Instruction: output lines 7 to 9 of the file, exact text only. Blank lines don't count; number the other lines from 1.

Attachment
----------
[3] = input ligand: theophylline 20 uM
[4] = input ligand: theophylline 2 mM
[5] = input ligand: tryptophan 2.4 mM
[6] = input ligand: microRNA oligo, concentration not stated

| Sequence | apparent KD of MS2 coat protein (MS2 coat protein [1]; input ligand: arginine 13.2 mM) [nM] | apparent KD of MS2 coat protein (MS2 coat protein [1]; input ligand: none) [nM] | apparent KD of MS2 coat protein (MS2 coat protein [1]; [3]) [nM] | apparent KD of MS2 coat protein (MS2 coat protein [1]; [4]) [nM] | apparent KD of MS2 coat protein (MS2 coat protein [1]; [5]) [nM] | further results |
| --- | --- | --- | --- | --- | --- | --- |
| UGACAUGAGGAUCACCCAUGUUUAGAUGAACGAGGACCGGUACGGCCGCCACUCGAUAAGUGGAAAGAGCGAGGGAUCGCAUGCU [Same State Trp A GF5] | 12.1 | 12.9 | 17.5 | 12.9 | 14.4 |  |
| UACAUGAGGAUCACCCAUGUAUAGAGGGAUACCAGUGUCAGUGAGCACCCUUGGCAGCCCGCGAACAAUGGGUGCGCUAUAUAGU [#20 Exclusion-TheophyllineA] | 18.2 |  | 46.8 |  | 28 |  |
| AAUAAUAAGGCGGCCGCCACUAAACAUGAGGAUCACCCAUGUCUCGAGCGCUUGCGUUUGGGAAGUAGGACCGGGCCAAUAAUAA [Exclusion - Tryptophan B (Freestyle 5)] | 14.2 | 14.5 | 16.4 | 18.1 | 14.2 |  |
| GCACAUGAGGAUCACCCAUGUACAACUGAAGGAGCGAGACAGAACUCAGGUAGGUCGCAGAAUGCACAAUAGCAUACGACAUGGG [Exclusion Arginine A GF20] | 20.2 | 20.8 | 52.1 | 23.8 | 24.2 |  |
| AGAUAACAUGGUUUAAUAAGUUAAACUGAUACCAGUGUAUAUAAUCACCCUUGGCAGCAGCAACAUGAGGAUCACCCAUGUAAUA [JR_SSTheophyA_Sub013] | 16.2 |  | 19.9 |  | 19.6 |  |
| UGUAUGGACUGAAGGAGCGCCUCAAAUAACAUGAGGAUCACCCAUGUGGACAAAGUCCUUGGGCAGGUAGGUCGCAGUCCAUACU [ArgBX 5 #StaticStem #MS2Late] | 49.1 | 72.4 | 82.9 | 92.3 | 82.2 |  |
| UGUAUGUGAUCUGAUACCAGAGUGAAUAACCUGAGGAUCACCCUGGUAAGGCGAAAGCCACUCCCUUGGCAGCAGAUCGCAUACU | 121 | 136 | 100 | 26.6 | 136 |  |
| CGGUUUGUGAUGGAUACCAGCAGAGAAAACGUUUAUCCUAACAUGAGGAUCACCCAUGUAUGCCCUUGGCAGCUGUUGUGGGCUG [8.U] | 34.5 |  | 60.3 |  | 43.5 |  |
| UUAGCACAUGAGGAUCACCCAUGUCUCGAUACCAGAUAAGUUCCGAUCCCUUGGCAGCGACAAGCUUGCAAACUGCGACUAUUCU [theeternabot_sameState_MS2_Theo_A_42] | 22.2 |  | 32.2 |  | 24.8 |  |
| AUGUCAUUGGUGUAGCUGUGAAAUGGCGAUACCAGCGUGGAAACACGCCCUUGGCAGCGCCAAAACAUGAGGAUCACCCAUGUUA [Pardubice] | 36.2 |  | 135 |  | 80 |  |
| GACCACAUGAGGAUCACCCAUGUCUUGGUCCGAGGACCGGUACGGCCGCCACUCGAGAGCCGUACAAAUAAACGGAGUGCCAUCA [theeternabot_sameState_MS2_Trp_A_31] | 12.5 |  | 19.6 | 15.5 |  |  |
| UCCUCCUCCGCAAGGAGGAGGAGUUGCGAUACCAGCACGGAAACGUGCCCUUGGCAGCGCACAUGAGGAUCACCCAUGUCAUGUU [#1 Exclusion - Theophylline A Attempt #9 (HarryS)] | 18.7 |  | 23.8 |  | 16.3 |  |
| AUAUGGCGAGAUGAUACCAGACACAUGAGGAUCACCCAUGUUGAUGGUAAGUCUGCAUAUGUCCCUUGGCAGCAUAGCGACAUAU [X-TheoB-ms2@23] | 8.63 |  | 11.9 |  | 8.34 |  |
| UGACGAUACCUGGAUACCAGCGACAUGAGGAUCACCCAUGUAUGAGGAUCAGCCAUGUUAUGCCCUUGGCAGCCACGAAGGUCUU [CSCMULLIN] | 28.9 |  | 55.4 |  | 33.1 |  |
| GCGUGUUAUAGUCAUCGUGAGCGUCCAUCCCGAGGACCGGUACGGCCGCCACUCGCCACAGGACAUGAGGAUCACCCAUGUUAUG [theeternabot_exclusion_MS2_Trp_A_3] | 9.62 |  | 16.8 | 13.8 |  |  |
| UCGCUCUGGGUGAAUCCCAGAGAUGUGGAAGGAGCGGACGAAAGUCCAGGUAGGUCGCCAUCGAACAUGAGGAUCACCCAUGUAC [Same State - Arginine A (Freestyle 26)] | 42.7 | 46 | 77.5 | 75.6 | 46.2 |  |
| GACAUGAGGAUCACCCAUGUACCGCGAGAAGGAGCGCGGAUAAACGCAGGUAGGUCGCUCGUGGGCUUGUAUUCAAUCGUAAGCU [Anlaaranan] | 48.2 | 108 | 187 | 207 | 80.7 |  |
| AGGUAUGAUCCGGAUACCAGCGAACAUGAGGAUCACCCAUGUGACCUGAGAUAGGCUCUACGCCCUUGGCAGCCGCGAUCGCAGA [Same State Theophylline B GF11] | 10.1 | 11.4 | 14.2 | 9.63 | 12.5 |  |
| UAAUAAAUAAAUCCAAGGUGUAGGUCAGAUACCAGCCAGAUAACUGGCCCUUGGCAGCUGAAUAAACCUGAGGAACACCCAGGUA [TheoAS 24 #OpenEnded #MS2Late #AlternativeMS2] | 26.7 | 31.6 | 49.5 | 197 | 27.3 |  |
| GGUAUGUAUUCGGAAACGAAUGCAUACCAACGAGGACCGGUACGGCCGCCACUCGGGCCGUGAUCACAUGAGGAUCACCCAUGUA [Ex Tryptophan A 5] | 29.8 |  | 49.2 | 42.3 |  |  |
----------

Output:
| UGACAUGAGGAUCACCCAUGUUUAGAUGAACGAGGACCGGUACGGCCGCCACUCGAUAAGUGGAAAGAGCGAGGGAUCGCAUGCU [Same State Trp A GF5] | 12.1 | 12.9 | 17.5 | 12.9 | 14.4 |  |
| UACAUGAGGAUCACCCAUGUAUAGAGGGAUACCAGUGUCAGUGAGCACCCUUGGCAGCCCGCGAACAAUGGGUGCGCUAUAUAGU [#20 Exclusion-TheophyllineA] | 18.2 |  | 46.8 |  | 28 |  |
| AAUAAUAAGGCGGCCGCCACUAAACAUGAGGAUCACCCAUGUCUCGAGCGCUUGCGUUUGGGAAGUAGGACCGGGCCAAUAAUAA [Exclusion - Tryptophan B (Freestyle 5)] | 14.2 | 14.5 | 16.4 | 18.1 | 14.2 |  |